Deep Throat is Dead – Long Live Communal Journalism

Deep Throat, the most famous informant since Judas, is once again making headlines.

Bob Woodward and Carl Bernstein, the two Washington Post reporters who brought the Watergate scandal to light – and in doing so helped fill the nation’s journalism schools with aspiring investigative reporters, myself included – recently donated their story notes to a University archive. Many hope the notes will reveal the 33-year-old mystery behind “DT’s” identity – a man (or woman) who was the key source in the Post’s Watergate coverage.

And last Sunday, former Nixon White House Counsel John Dean further fueled hopes of unmasking DT, claiming that he is ill and that the Post has already written his obituary.

Whether we learn DT’s identity is interesting but not important. The bigger issue is that while Deep Throat the person is sick, Deep Throat the symbol is already dead – and that has significant implications for the news business.

Communal Journalism
The days of confidential, “deep background” sources are waning. Other than Seymour Hersh’s stable of anonymous Bush Administration sources that give him information about the war on terror, sources today don’t remain in the shadows for long. In a world where everyone can be a reporter, no secret is safe for 33 minutes, much less 33 years.

Armed with blogs, I-Pods and video phones, the “former audience” as Dan Gillmor calls them have forever changed the often nervous ballet between reporter and source. Journalism is more communal, more cooperative than ever. Stories are “reported” across multiple mediums by any number of individuals and organizations with varying degrees of experience and expertise – and they are all connected to each other in a newsroom-as-commune environment. What began with reporters publishing their e-mail addresses to encourage openness with their readers has evolved into reporters with blogs and a "distributed" model of journalism that would make any 18th Century Pamphleteer proud.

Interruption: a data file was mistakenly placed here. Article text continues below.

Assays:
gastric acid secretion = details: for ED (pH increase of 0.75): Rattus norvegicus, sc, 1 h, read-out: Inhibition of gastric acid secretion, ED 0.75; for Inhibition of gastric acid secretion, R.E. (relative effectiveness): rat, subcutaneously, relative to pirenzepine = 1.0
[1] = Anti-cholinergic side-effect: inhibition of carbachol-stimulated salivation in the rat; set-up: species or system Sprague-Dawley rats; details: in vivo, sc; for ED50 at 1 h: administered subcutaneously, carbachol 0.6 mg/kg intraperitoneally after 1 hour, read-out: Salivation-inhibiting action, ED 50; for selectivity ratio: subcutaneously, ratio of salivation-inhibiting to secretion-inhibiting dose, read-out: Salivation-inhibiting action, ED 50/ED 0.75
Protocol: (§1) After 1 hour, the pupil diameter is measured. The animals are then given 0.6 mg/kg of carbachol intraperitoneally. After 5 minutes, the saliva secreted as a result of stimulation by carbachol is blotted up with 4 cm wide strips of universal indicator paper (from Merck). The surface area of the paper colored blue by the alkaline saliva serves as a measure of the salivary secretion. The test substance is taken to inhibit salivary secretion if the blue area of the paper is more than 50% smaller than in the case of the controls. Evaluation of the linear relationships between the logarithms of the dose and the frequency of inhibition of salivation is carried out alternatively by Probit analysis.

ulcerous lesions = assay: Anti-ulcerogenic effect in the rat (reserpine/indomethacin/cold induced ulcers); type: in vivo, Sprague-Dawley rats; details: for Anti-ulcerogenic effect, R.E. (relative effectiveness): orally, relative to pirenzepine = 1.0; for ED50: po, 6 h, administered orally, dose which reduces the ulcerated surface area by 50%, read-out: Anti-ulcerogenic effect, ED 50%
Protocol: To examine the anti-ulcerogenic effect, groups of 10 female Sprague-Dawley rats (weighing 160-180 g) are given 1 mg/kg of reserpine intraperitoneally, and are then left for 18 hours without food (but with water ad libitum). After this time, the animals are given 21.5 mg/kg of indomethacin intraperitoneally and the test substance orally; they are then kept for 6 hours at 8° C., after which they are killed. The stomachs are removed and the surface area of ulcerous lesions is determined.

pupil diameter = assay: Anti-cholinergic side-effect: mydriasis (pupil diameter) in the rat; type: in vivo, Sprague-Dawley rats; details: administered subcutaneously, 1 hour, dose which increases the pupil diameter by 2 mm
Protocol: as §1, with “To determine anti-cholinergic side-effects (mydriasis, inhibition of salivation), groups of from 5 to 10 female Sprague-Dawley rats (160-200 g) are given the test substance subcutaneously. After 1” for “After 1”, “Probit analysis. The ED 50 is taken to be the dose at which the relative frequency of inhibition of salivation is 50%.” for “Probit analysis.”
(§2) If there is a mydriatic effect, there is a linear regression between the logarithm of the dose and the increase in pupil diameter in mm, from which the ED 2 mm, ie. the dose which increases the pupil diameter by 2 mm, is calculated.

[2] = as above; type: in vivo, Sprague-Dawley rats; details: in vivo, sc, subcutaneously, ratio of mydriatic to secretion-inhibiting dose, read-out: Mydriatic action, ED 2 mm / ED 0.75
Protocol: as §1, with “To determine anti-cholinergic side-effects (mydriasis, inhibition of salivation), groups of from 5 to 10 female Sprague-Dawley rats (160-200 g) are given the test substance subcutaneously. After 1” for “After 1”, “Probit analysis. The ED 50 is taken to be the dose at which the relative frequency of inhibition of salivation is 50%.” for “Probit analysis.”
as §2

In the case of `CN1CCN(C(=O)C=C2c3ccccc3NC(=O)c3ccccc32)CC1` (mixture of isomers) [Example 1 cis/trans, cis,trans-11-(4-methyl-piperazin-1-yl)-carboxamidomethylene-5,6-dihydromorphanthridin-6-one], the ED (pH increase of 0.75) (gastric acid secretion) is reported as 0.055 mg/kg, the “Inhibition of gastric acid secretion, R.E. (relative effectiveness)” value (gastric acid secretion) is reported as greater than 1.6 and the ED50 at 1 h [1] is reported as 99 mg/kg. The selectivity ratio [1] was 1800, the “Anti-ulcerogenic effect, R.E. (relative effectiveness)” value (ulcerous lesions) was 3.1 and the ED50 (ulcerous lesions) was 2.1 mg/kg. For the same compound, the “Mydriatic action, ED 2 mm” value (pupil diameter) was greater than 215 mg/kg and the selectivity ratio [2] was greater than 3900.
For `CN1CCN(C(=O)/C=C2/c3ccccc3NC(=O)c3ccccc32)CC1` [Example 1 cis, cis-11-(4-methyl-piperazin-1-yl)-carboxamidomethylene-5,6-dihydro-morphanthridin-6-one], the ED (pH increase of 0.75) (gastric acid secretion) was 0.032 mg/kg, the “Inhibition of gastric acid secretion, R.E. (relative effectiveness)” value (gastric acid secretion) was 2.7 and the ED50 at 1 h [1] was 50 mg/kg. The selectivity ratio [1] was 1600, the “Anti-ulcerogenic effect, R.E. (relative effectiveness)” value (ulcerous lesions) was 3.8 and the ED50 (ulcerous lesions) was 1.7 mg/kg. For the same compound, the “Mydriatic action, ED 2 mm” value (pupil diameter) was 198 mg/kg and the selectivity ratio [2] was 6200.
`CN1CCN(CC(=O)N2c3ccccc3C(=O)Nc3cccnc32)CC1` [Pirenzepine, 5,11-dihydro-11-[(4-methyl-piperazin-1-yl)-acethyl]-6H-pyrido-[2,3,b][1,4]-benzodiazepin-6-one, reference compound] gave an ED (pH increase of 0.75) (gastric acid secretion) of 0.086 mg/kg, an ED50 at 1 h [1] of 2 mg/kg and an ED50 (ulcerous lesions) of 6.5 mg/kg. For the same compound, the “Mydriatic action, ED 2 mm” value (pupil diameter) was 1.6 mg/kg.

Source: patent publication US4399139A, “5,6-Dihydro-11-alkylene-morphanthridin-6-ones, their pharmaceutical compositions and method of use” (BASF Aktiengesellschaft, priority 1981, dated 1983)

Unfortunately, the pursuit of truth is not the only motivator within the new journalism commune, or even the most prevalent. Too many seek recognition or celebrity status as a reward for their participation. Who needs journalism school when you have a Blogger account?

Nevertheless, communal journalism is both an inevitable and essential evolution of news. We could use more reporters, especially good ones. We could use more people who understand how to use modern tools to tell better, deeper, richer stories.

And we need more Deep Throats, no question.  Only this time, they won’t lurk in dark corners of underground parking garages – they will be part of the commune, they will participate in the conversation, and they almost certainly will have a blog.

Additional links:
Dan Gillmor on Distributed Journalism

Woodward and Bernstein Collection

MSNBC story on John Dean

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